The Travelers Village, Inc., project in Seattle was short lived. On June 22, 1962, the Washington Bankruptcy Court took possession of its assets. At that time, Neher, a resident of Colorado, came into the picture, organizing Continental Car Leasing Corporation, a Colorado corporation, for the purpose of acquiring the assets and business of the original California corporation, which was also having financial problems. In the process of acquiring assets held by the Bank as security for loans of the California corporation, Neher and his wife, together with Doak Walker II and wife, guaranteed the Bank against loss on the Seattle project to the extent of $25,000. After litigation in the bankruptcy court, the claim of the trustee in bankruptcy to Travelers' assets was settled, leaving a deficiency due the Long Beach Bank. The Bank then made demand upon the Schoenfelds, Nehers and Walkers, as guarantors, to the extent of their liability for the deficiency. In the meantime, Schoenfeld had sold his interest in the leasing corporation. In April of 1964, Schoenfeld settled the entire Bank claim for $24,307.13.2 Schoenfeld brought this action on April 18, 1968. The trial court held that the Schoenfelds, Nehers and Walkers, as co-guarantors of the Travelers' note, were equally liable to the extent of the guaranties and that upon payment by the Schoenfelds the contributive share of the Nehers was $2,450 each. The trial court also held that although the Nehers were residents of Colorado, they were frequently in the State of California after the cause of action arose and were, therefore, amenable to process during the period of the statute of limitations. Consequently, the court concluded that the tolling provision of the California statutes was not applicable.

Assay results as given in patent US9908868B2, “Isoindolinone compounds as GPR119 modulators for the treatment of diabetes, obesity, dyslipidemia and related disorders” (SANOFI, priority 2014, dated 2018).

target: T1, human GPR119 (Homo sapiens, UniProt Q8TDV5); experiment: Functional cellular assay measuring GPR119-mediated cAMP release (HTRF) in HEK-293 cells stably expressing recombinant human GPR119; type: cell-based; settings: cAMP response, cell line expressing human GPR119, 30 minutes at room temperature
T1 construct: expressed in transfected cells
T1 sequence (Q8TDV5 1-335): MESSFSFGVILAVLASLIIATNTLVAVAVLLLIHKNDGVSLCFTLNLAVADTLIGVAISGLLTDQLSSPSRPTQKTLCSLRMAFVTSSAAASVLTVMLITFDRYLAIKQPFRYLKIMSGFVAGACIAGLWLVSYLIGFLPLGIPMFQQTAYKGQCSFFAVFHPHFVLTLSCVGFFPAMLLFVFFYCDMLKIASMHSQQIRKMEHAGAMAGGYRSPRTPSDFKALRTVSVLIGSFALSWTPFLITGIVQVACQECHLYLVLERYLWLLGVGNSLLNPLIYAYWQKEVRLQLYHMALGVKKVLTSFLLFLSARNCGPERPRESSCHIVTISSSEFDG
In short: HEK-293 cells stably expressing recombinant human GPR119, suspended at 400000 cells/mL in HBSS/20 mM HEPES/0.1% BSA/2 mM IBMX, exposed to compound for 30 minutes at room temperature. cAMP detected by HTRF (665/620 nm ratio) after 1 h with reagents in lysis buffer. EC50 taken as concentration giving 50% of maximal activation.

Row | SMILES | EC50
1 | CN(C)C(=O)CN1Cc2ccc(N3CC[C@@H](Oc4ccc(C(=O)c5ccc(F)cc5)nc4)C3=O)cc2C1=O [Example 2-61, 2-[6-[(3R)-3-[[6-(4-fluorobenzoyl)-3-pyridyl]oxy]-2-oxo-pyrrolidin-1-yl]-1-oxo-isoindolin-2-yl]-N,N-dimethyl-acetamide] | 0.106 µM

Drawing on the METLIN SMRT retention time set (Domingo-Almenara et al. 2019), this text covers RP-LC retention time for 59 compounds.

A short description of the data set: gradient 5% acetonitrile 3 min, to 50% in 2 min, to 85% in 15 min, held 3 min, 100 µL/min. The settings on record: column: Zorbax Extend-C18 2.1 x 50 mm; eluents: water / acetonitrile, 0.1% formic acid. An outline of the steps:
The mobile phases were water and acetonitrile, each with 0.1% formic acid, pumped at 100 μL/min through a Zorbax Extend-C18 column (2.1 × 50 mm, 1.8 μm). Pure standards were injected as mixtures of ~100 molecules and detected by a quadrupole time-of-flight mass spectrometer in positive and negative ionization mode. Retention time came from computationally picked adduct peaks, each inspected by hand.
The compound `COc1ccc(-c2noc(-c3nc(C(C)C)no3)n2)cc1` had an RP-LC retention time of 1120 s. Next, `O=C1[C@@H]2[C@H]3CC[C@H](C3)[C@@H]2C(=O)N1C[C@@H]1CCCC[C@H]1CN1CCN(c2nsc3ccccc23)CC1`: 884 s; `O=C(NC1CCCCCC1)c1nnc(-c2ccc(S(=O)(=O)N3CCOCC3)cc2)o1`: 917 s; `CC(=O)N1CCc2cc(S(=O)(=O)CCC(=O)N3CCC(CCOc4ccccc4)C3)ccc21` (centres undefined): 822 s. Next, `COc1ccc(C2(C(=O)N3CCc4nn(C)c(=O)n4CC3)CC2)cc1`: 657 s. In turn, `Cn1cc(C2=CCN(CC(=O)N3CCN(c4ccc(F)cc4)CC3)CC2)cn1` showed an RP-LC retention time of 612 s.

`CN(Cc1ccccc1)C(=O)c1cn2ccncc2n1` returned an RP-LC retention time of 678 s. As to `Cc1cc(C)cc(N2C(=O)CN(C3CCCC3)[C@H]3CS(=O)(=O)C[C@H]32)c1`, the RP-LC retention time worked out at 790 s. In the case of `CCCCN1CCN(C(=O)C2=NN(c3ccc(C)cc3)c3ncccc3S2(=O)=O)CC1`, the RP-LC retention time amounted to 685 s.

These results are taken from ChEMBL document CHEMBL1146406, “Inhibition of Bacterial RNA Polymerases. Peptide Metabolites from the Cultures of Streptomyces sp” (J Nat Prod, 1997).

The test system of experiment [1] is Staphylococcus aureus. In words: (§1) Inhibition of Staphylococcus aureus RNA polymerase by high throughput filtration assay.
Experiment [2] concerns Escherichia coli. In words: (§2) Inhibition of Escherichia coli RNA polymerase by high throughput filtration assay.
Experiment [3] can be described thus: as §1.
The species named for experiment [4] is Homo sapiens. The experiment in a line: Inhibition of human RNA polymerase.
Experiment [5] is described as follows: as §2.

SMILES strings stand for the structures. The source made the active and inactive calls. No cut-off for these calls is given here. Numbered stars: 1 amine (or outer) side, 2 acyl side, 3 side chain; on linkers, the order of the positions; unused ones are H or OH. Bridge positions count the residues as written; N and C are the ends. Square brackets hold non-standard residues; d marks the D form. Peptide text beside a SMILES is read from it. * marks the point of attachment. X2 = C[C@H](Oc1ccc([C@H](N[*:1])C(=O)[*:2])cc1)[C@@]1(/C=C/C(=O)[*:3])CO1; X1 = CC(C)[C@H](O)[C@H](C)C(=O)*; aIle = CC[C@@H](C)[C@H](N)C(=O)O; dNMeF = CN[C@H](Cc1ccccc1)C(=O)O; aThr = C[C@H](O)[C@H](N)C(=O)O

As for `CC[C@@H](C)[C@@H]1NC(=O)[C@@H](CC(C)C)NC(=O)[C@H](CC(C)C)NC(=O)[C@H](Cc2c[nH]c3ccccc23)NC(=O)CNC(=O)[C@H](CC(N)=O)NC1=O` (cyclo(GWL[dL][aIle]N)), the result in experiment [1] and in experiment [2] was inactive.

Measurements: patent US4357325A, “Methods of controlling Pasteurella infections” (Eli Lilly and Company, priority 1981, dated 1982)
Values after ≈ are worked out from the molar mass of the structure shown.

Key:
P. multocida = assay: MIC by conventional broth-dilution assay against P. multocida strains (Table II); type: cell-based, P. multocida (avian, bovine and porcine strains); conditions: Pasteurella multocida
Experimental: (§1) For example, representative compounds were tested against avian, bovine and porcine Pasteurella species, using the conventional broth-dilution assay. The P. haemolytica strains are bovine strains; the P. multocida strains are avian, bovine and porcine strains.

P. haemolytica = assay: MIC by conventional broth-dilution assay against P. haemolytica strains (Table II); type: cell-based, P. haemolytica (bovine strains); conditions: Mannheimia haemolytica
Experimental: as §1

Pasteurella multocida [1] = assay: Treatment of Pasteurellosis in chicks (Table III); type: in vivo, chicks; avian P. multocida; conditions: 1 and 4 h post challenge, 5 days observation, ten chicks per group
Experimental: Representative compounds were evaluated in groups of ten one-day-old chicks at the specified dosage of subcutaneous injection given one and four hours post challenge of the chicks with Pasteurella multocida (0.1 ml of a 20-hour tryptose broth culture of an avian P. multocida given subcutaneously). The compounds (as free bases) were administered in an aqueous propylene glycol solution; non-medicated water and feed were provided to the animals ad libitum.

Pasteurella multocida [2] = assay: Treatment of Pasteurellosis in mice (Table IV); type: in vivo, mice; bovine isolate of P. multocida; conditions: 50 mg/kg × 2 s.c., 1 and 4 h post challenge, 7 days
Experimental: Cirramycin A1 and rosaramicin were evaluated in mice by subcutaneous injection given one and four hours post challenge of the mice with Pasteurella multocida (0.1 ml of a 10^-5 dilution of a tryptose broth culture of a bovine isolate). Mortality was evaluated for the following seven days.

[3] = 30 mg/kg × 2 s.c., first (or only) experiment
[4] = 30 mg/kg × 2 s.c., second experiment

4

The Schoenfelds claim that when they paid the principal obligation to the Bank they were subrogated to the rights of the Bank, including the $25,000 guaranty of the Nehers, and should be permitted to recover the full amount thereon. The Nehers contend that under California statutes no recovery can be had upon the theory advanced by the Schoenfelds. We agree with the trial court that the Nehers and the Schoenfelds undertook to guarantee the Bank on the Seattle note, and if the Nehers were co-guarantors, they were liable for their pro rata share of the amount paid based upon their limited guaranty of $25,000.

5